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# joferkington/fast_kde.py Last active Aug 8, 2019

 import numpy as np import scipy.sparse import scipy.ndimage import scipy.stats import scipy.signal import matplotlib.pyplot as plt def main(): x, y = generate_data(int(1e7)) grid, extents, density = fast_kde(x, y, sample=True) image_example(grid, extents) scatter_example(x, y, density) plt.show() def generate_data(num): x = 10 * np.random.random(num) y = x**2 + np.random.normal(0, 5, num)**2 return x, y def image_example(grid, extents): fig, ax = plt.subplots() im = ax.imshow(grid, origin='lower', extent=extents, aspect='auto', cmap='gist_earth_r') fig.colorbar(im) def scatter_example(x, y, density, num_points=10000): # Randomly draw a subset based on the _inverse_ of the estimated density prob = 1.0 / density prob /= prob.sum() subset = np.random.choice(np.arange(x.size), num_points, False, prob) x, y, density = x[subset], y[subset], density[subset] fig, ax = plt.subplots() ax.scatter(x, y, c=density, cmap='gist_earth_r') ax.axis('tight') def fast_kde(x, y, gridsize=(400, 400), extents=None, weights=None, sample=False): """ Performs a gaussian kernel density estimate over a regular grid using a convolution of the gaussian kernel with a 2D histogram of the data. This function is typically several orders of magnitude faster than scipy.stats.kde.gaussian_kde for large (>1e7) numbers of points and produces an essentially identical result. Input: x: array-like The x-coords of the input data points y: array-like The y-coords of the input data points gridsize: tuple, optional An (nx,ny) tuple of the size of the output grid. Defaults to (400, 400). extents: tuple, optional A (xmin, xmax, ymin, ymax) tuple of the extents of output grid. Defaults to min/max of x & y input. weights: array-like or None, optional An array of the same shape as x & y that weighs each sample (x_i, y_i) by each value in weights (w_i). Defaults to an array of ones the same size as x & y. sample: boolean Whether or not to return the estimated density at each location. Defaults to False Output: density : 2D array of shape *gridsize* The estimated probability distribution function on a regular grid extents : tuple xmin, xmax, ymin, ymax sampled_density : 1D array of len(*x*) Only returned if *sample* is True. The estimated density at each point. """ #---- Setup -------------------------------------------------------------- x, y = np.atleast_1d([x, y]) x, y = x.reshape(-1), y.reshape(-1) if x.size != y.size: raise ValueError('Input x & y arrays must be the same size!') nx, ny = gridsize n = x.size if weights is None: # Default: Weight all points equally weights = np.ones(n) else: weights = np.squeeze(np.asarray(weights)) if weights.size != x.size: raise ValueError('Input weights must be an array of the same size' ' as input x & y arrays!') # Default extents are the extent of the data if extents is None: xmin, xmax = x.min(), x.max() ymin, ymax = y.min(), y.max() else: xmin, xmax, ymin, ymax = map(float, extents) extents = xmin, xmax, ymin, ymax dx = (xmax - xmin) / (nx - 1) dy = (ymax - ymin) / (ny - 1) #---- Preliminary Calculations ------------------------------------------- # Most of this is a hack to re-implment np.histogram2d using `coo_matrix` # for better memory/speed performance with huge numbers of points. # First convert x & y over to pixel coordinates # (Avoiding np.digitize due to excessive memory usage!) ij = np.column_stack((y, x)) ij -= [ymin, xmin] ij /= [dy, dx] ij = np.floor(ij, ij).T # Next, make a 2D histogram of x & y # Avoiding np.histogram2d due to excessive memory usage with many points grid = scipy.sparse.coo_matrix((weights, ij), shape=(ny, nx)).toarray() # Calculate the covariance matrix (in pixel coords) cov = image_cov(grid) # Scaling factor for bandwidth scotts_factor = np.power(n, -1.0 / 6) # For 2D #---- Make the gaussian kernel ------------------------------------------- # First, determine how big the kernel needs to be std_devs = np.diag(np.sqrt(cov)) kern_nx, kern_ny = np.round(scotts_factor * 2 * np.pi * std_devs) kern_nx, kern_ny = int(kern_nx), int(kern_ny) # Determine the bandwidth to use for the gaussian kernel inv_cov = np.linalg.inv(cov * scotts_factor**2) # x & y (pixel) coords of the kernel grid, with = <0,0> in center xx = np.arange(kern_nx, dtype=np.float) - kern_nx / 2.0 yy = np.arange(kern_ny, dtype=np.float) - kern_ny / 2.0 xx, yy = np.meshgrid(xx, yy) # Then evaluate the gaussian function on the kernel grid kernel = np.vstack((xx.flatten(), yy.flatten())) kernel = np.dot(inv_cov, kernel) * kernel kernel = np.sum(kernel, axis=0) / 2.0 kernel = np.exp(-kernel) kernel = kernel.reshape((kern_ny, kern_nx)) #---- Produce the kernel density estimate -------------------------------- # Convolve the gaussian kernel with the 2D histogram, producing a gaussian # kernel density estimate on a regular grid # Big kernel, use fft... if kern_nx * kern_ny > np.product(gridsize) / 4.0: grid = scipy.signal.fftconvolve(grid, kernel, mode='same') # Small kernel, use ndimage else: grid = scipy.ndimage.convolve(grid, kernel, mode='constant', cval=0) # Normalization factor to divide result by so that units are in the same # units as scipy.stats.kde.gaussian_kde's output. norm_factor = 2 * np.pi * cov * scotts_factor**2 norm_factor = np.linalg.det(norm_factor) norm_factor = n * dx * dy * np.sqrt(norm_factor) # Normalize the result grid /= norm_factor if sample: i, j = ij.astype(int) return grid, extents, grid[i, j] else: return grid, extents def image_cov(data): """Efficiently calculate the cov matrix of an image.""" def raw_moment(data, ix, iy, iord, jord): data = data * ix**iord * iy**jord return data.sum() ni, nj = data.shape iy, ix = np.mgrid[:ni, :nj] data_sum = data.sum() m10 = raw_moment(data, ix, iy, 1, 0) m01 = raw_moment(data, ix, iy, 0, 1) x_bar = m10 / data_sum y_bar = m01 / data_sum u11 = (raw_moment(data, ix, iy, 1, 1) - x_bar * m01) / data_sum u20 = (raw_moment(data, ix, iy, 2, 0) - x_bar * m10) / data_sum u02 = (raw_moment(data, ix, iy, 0, 2) - y_bar * m01) / data_sum cov = np.array([[u20, u11], [u11, u02]]) return cov if __name__ == '__main__': main()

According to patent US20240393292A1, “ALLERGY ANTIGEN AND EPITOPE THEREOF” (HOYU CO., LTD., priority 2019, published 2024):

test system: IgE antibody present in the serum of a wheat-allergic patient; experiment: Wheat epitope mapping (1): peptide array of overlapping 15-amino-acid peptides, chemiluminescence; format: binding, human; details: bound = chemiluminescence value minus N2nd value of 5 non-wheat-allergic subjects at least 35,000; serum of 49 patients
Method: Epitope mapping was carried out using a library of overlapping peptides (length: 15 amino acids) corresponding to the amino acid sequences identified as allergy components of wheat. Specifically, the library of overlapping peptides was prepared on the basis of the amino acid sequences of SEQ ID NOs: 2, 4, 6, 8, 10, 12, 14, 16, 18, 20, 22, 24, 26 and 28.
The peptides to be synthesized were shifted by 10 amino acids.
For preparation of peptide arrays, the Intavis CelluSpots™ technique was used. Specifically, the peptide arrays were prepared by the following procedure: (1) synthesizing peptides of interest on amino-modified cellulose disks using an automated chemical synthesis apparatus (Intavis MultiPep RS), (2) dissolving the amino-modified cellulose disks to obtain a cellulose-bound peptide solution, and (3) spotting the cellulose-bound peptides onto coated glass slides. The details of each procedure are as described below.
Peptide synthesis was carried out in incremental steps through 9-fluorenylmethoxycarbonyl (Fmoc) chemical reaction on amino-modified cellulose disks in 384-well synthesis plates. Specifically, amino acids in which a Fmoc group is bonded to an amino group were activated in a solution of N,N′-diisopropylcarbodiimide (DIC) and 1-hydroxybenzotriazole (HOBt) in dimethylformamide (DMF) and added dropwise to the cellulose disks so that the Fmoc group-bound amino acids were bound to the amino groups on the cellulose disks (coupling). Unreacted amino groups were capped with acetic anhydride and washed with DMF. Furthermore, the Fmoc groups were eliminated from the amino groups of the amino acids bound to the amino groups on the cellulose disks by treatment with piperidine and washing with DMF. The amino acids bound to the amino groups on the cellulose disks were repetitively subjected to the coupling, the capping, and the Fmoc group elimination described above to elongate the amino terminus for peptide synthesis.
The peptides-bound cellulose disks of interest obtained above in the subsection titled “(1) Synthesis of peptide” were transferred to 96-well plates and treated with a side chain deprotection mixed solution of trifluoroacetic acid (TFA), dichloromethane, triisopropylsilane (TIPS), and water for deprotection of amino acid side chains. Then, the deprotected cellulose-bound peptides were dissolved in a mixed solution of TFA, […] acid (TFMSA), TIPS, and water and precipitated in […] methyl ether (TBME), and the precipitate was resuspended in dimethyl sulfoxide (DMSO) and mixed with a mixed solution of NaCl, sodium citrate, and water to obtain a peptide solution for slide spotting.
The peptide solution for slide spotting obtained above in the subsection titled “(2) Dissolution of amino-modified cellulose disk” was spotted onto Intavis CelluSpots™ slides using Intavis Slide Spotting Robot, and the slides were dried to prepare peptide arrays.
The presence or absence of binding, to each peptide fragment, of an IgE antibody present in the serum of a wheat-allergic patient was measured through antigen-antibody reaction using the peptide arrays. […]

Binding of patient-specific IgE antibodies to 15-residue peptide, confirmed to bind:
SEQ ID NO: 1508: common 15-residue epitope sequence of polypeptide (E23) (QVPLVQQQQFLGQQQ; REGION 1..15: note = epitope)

### MikeDacre commented Apr 6, 2018

 This is amazing! Thanks for sharing. Do you have an idea of how to make this code show a more smooth plot even when the vast majority of the points are in a small area? Specifically, I have some R code that uses densCols ((cisVar)[https://github.com/TheFraserLab/cisVar/blob/31e5c8c92643c6ccc7efd0ac6d5b50e1cef252c5/scripts/plot_fun.R]) to plot some frequency data and produces this: Whereas when I use this fast kde method, I end up with this: I would really like to be able to adapt this code to do more general density plots even in highly asymmetric data but I am not sure how to do that. Maybe by adjusting the weights or the cmap?
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### joferkington commented Apr 13, 2018

 @MikeDacre - Sorry I didn't notice your comment earlier! In that case, there's the correct way and then there's a shortcut. The shortcut is to just plot the log of the values. If you're not displaying a colorbar, that's the route you'll want to take. For example, plot `ax.scatter(x, y, c=np.log(density), cmap='gist_earth_r')` and you should get something that looks similar to the R plot. If you want to display a colorbar alongside it and still have the correct values, you'd want to change the `Normalize` type used for the color plotting. Something like `ax.scatter(x, y, c=density, cmap='gist_earth_r', norm=LogNorm(density.min(), density.max()))`.